In fact, the Wayfair litigation has been officially remanded back to the lower court to allow Wayfair to make any other arguments (aside from physical presence) that the South Dakota law violates the Commerce Clause. While the potential success is highly debatable, it does likely prevent South Dakota from enforcing the new law until the case is finally settled. However, the impact is by no means limited to South Dakota.

Here’s a quick look at the national landscape:

  1. A handful of states (like North Dakota and Vermont) have economic nexus laws on the books that are slated to take effect immediately upon a Supreme Court decision. These states could seek to impose their rules immediately.
  2. Alabama has ongoing litigation that is similar to South Dakota, but has moved through the legal system far more slowly. Post-Wayfair, the arguments now change and the Alabama law will be evaluated under the new standard.
  3. Other states have statutory nexus rules that are defined to expressly follow Constitutional requirements however defined. It’s possible that these states could simply enact a rule that sets an economic standard in motion.
  4. Another 13 or so states have economic nexus laws with past or near-term effective dates. It’s possible that these laws will also be challenged, but the arguments become far more subtle in a post-Quill world.

The Role of Congress

The Wayfair decision changes nothing about the role of Congress. They retain their power to regulate interstate commerce and could enact a statute that defines what does constitute substantial nexus. Whether or not this decision will spur them into action remains unknown.

Call to Action

Sellers need to pay immediate attention to this development. If you haven’t already taken steps to position yourself to handle the collection and remittance responsibilities associated with an expanded nexus footprint, the time is now, and any reasons supporting delay have been largely eliminated. States are already positioned to act and have been waiting for this day for years. There is no reason to believe they will wait much longer. Expect a flood of statutory changes, rules and regulations, and even some more lower-court litigation that will make your nexus footprint a very quickly moving target.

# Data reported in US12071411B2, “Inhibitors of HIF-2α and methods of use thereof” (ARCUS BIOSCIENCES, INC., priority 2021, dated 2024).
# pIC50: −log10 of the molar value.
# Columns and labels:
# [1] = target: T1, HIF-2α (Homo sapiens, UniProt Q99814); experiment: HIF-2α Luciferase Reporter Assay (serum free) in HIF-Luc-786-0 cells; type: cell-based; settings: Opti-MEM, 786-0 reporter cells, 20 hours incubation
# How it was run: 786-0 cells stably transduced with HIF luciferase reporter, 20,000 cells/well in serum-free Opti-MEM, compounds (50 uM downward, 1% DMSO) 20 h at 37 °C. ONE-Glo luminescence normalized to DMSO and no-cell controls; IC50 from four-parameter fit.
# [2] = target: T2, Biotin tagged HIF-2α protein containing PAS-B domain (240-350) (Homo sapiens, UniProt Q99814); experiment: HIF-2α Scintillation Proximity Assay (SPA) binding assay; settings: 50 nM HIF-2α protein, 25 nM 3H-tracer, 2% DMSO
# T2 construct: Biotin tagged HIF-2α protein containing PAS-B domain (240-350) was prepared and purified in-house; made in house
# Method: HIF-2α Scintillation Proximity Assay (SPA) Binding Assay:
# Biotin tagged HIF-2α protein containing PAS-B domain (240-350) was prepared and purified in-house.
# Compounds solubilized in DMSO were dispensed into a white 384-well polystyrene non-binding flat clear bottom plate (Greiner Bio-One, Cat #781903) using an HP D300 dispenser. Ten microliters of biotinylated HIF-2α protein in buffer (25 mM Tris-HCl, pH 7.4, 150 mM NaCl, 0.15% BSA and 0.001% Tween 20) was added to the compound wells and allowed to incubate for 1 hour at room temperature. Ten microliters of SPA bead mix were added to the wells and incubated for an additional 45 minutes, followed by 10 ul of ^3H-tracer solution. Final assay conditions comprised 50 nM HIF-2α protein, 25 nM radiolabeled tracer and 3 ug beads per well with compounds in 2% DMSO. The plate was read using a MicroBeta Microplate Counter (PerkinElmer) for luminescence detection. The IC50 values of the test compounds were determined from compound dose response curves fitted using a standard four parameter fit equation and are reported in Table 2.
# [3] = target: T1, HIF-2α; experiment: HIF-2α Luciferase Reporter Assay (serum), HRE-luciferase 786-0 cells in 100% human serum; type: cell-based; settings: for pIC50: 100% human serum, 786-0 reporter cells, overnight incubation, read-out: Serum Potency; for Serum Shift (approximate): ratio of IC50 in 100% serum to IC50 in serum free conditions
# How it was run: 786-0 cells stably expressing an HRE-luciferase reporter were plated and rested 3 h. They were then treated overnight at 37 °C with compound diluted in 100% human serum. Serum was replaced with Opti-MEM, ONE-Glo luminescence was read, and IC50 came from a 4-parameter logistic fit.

To have all your questions about this ruling answered, join our live Q&A with regulatory experts Chuck Maniace and Alex Koral on June 27. 

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Charles Maniace

Chuck is Vice President –Regulatory Analysis & Design at Sovos, a global provider of software that safeguards businesses from the burden and risk of modern tax. An attorney by trade, he leads a team of attorneys and tax professionals that provide the tax and regulatory content that keeps Sovos customers continually compliant. Over his 20-year career in tax and regulatory automation, he has provided analysis to the Wall Street Journal, NBC, Bloomberg and more. Chuck has also been named to the Accounting Today list of Top 100 Most Influential People four times.